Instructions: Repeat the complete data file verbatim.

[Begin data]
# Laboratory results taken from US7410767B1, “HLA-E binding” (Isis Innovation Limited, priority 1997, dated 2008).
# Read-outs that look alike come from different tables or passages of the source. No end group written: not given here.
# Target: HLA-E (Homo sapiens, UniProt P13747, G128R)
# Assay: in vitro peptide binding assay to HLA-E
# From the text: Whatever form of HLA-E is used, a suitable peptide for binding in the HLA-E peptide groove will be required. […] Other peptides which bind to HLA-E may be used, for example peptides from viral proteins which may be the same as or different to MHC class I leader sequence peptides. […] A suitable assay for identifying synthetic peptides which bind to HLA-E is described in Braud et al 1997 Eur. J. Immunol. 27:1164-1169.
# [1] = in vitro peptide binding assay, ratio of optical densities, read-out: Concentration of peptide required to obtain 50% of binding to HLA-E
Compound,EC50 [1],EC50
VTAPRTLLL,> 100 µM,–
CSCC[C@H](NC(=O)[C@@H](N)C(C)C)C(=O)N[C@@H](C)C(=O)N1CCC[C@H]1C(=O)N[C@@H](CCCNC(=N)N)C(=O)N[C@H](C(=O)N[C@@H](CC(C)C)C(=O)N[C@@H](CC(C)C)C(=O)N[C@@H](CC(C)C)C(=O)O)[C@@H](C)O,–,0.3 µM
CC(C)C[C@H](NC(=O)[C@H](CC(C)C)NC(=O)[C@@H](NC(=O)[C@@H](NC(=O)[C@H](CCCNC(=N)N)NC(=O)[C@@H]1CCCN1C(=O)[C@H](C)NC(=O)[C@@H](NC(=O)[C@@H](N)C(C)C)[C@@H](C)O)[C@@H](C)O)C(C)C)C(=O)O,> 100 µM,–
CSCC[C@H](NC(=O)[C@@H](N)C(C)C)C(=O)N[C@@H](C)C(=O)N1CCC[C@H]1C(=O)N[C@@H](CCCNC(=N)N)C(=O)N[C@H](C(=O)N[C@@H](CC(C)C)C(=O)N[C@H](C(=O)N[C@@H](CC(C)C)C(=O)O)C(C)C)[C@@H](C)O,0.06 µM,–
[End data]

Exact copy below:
# Laboratory results taken from US7410767B1, “HLA-E binding” (Isis Innovation Limited, priority 1997, dated 2008).
# Read-outs that look alike come from different tables or passages of the source. No end group written: not given here.
# Target: HLA-E (Homo sapiens, UniProt P13747, G128R)
# Assay: in vitro peptide binding assay to HLA-E
# From the text: Whatever form of HLA-E is used, a suitable peptide for binding in the HLA-E peptide groove will be required. […] Other peptides which bind to HLA-E may be used, for example peptides from viral proteins which may be the same as or different to MHC class I leader sequence peptides. […] A suitable assay for identifying synthetic peptides which bind to HLA-E is described in Braud et al 1997 Eur. J. Immunol. 27:1164-1169.
# [1] = in vitro peptide binding assay, ratio of optical densities, read-out: Concentration of peptide required to obtain 50% of binding to HLA-E
Compound,EC50 [1],EC50
VTAPRTLLL,> 100 µM,–
CSCC[C@H](NC(=O)[C@@H](N)C(C)C)C(=O)N[C@@H](C)C(=O)N1CCC[C@H]1C(=O)N[C@@H](CCCNC(=N)N)C(=O)N[C@H](C(=O)N[C@@H](CC(C)C)C(=O)N[C@@H](CC(C)C)C(=O)N[C@@H](CC(C)C)C(=O)O)[C@@H](C)O,–,0.3 µM
CC(C)C[C@H](NC(=O)[C@H](CC(C)C)NC(=O)[C@@H](NC(=O)[C@@H](NC(=O)[C@H](CCCNC(=N)N)NC(=O)[C@@H]1CCCN1C(=O)[C@H](C)NC(=O)[C@@H](NC(=O)[C@@H](N)C(C)C)[C@@H](C)O)[C@@H](C)O)C(C)C)C(=O)O,> 100 µM,–
CSCC[C@H](NC(=O)[C@@H](N)C(C)C)C(=O)N[C@@H](C)C(=O)N1CCC[C@H]1C(=O)N[C@@H](CCCNC(=N)N)C(=O)N[C@H](C(=O)N[C@@H](CC(C)C)C(=O)N[C@H](C(=O)N[C@@H](CC(C)C)C(=O)O)C(C)C)[C@@H](C)O,0.06 µM,–